Understanding testing of nasl scripts


you can either do a “Full Scan” via OpenVAS/GVM by using e.g. the GSA WebGUI or you can use the command line tool openvas-nasl to run a script.

The first one is outside of the scope of this category and you could create a new thread in the https://community.greenbone.net/c/gse category to get some possible insights on how the scanner is doing scans and how to start such a “Full Scan” within OpenVAS/GVM.

For the latter a few examples below (see the openvas-nasl --help output for a description of each parameter):

openvas-nasl -X -B -d -i /var/lib/openvas/plugins -t <target> nginx_detect.nasl

-> This tries to “detect” a running nginx web server on the default http port (in this case 80) defined within the .nasl file

openvas-nasl -X -B -d -i /var/lib/openvas/plugins -t <target> --kb="Services/www=443" --kb="Transports/TCP/443=2" nginx_detect.nasl

-> This “overwrites” the default http port within the .nasl file, sets it to 443 and also tells the scanner to make a SSL/TLS connection to the target host.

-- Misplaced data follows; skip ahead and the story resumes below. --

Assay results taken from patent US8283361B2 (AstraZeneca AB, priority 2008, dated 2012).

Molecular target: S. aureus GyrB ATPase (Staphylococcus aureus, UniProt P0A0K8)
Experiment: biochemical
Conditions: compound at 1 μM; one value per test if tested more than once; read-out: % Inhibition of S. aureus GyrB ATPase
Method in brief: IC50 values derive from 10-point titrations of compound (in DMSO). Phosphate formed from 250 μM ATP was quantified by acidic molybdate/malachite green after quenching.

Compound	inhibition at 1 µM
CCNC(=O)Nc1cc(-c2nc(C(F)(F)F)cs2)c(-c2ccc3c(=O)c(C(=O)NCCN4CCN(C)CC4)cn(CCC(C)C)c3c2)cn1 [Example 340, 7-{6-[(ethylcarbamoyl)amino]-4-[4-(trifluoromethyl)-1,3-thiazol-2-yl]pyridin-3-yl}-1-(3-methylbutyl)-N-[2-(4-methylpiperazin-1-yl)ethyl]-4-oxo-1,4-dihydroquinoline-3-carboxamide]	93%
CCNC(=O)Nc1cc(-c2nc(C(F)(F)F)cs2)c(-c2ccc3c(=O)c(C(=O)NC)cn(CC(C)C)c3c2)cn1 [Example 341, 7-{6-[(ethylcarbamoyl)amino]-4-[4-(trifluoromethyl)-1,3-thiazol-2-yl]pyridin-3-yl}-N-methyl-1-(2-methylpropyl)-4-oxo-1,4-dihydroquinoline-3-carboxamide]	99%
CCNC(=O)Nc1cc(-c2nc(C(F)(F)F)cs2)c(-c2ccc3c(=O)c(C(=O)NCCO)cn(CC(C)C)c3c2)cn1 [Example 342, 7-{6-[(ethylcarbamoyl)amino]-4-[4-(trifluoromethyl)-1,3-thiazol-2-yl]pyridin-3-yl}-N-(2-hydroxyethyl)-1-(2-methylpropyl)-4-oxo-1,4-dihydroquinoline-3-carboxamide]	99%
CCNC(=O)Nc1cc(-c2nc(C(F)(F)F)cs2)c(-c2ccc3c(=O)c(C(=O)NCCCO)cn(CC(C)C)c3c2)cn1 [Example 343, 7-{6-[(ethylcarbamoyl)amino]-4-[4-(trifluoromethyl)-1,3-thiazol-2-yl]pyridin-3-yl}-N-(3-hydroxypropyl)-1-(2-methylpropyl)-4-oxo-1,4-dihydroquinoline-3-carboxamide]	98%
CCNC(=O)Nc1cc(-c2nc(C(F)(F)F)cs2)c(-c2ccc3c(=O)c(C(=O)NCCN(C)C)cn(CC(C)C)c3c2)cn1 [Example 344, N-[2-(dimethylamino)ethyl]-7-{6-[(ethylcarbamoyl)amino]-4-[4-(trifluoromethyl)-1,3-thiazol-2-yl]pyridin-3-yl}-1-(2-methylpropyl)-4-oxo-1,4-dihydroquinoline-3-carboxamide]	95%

On both calls you can append an additional VT which should be started after the first has finished like e.g.:

openvas-nasl -X -B -d -i /var/lib/openvas/plugins -t <target> nginx_detect.nasl 2017/gb_nginx_infor_disc_vuln.nasl


  1. openvas-nasl currently doesn’t evaluate any of the script_dependencies, script_require_keys or similar within your .nasl files. Thus if e.g. 1.nasl is setting the following:

    set_kb_item(name:"product/detected", value:TRUE);

    but 2.nasl is has a typo in the script_mandatory_keys like:


    openvas-nasl will happily run the 2.nasl where it won’t be started with a “Full scan”.

  2. To use openvas-nasl on the command line you need to add (for most cases) the following to your openvassd.conf file (see the config_file directive of the output from a openvassd -s call):

    unscanned_closed = no

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